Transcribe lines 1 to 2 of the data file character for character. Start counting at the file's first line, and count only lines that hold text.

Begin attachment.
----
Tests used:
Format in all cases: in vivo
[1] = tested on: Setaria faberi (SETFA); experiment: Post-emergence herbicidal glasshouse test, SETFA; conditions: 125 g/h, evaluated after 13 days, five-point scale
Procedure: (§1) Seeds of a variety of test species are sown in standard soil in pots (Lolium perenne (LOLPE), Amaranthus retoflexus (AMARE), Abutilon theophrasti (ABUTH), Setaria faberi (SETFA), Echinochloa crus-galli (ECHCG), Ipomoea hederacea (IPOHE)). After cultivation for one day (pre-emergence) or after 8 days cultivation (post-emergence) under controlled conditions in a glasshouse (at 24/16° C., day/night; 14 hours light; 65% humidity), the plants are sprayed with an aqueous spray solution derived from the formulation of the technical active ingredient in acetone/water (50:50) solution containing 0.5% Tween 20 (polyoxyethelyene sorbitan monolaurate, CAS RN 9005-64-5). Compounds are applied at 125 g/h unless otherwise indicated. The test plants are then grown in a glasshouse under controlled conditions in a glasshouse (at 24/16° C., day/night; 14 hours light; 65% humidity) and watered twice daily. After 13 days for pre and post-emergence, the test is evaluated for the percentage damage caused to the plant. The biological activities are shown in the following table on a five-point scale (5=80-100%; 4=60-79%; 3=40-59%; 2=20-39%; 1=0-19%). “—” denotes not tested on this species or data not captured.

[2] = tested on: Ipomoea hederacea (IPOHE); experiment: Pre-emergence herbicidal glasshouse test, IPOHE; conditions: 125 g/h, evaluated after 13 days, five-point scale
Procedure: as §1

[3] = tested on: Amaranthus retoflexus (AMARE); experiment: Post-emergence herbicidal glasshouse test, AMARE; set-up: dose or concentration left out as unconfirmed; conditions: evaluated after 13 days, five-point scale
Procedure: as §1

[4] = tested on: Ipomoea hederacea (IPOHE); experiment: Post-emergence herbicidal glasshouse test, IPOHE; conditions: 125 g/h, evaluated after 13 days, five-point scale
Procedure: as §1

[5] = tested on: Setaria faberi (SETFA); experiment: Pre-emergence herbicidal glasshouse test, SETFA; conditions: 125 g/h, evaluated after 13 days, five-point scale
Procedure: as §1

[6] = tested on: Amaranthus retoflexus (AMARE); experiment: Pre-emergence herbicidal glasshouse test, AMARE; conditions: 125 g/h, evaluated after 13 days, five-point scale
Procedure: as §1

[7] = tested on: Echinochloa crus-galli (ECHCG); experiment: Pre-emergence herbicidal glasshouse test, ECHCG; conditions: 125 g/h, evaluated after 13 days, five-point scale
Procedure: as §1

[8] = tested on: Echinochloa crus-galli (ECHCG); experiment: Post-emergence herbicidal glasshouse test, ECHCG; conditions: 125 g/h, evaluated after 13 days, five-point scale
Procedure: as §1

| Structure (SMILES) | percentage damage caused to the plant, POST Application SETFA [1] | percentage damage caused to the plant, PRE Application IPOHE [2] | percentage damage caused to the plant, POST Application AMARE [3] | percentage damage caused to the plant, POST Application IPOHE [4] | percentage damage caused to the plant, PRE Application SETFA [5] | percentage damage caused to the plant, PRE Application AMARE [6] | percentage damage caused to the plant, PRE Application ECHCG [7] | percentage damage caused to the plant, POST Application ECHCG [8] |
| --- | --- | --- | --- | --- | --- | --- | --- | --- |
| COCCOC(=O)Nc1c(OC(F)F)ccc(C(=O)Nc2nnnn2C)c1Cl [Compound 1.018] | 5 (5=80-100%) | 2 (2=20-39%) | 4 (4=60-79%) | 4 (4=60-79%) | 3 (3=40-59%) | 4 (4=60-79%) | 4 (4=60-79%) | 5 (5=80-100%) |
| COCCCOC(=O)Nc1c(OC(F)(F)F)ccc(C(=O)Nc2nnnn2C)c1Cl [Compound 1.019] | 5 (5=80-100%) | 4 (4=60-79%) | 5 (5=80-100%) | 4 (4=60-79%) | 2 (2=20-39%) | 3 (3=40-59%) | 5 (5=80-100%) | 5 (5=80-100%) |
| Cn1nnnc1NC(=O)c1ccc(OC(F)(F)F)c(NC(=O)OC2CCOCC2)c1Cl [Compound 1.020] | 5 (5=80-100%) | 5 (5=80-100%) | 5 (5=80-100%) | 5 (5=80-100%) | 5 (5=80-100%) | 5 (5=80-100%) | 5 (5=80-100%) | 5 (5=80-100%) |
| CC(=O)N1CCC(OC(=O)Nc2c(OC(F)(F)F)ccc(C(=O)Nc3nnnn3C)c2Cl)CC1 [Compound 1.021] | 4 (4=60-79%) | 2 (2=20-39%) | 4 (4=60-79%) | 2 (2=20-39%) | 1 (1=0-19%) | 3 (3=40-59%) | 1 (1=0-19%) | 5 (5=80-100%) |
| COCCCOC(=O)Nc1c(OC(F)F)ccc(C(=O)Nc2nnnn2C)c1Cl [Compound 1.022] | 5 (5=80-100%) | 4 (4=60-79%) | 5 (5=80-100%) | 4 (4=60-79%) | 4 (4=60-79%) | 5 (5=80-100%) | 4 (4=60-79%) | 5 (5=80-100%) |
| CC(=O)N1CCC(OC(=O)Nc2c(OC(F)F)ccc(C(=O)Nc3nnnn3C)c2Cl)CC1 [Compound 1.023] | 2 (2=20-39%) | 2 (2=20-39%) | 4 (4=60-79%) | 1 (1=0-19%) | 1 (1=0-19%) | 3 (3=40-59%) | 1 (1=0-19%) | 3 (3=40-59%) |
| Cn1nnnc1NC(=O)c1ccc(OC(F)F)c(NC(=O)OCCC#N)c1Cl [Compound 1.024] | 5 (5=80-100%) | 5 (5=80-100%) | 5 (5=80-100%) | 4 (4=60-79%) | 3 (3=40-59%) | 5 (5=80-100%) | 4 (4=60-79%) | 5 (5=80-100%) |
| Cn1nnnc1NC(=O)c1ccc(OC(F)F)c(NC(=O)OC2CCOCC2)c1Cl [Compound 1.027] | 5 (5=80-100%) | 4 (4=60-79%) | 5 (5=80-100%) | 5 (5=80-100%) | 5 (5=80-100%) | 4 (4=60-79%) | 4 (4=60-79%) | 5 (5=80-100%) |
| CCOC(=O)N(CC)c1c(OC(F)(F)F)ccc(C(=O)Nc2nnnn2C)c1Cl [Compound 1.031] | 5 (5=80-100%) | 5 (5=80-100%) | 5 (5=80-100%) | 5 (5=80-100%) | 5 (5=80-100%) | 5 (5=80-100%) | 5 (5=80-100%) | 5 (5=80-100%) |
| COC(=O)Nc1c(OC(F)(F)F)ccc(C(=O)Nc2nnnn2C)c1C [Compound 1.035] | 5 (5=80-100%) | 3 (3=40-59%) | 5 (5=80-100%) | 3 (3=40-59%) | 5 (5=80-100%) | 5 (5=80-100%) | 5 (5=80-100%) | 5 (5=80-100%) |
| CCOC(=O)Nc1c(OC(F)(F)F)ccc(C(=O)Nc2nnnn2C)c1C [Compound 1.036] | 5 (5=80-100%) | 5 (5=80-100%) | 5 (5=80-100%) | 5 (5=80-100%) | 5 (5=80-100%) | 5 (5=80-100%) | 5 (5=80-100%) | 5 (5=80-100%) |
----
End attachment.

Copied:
Tests used:
Format in all cases: in vivo